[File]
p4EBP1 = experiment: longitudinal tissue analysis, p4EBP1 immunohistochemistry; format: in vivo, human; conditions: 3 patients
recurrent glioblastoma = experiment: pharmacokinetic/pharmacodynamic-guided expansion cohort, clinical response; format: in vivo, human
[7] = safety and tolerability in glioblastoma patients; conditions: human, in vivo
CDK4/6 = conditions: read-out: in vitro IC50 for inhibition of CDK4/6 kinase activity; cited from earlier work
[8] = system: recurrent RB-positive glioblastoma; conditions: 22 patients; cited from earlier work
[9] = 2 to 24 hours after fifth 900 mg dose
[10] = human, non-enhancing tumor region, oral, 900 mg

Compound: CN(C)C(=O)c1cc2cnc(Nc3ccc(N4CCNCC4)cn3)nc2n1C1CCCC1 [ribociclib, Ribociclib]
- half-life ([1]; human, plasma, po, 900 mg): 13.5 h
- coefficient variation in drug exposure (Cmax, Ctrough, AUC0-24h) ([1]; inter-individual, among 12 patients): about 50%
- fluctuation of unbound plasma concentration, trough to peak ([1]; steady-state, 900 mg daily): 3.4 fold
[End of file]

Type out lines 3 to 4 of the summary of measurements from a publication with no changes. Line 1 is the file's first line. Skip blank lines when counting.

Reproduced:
[7] = safety and tolerability in glioblastoma patients; conditions: human, in vivo
CDK4/6 = conditions: read-out: in vitro IC50 for inhibition of CDK4/6 kinase activity; cited from earlier work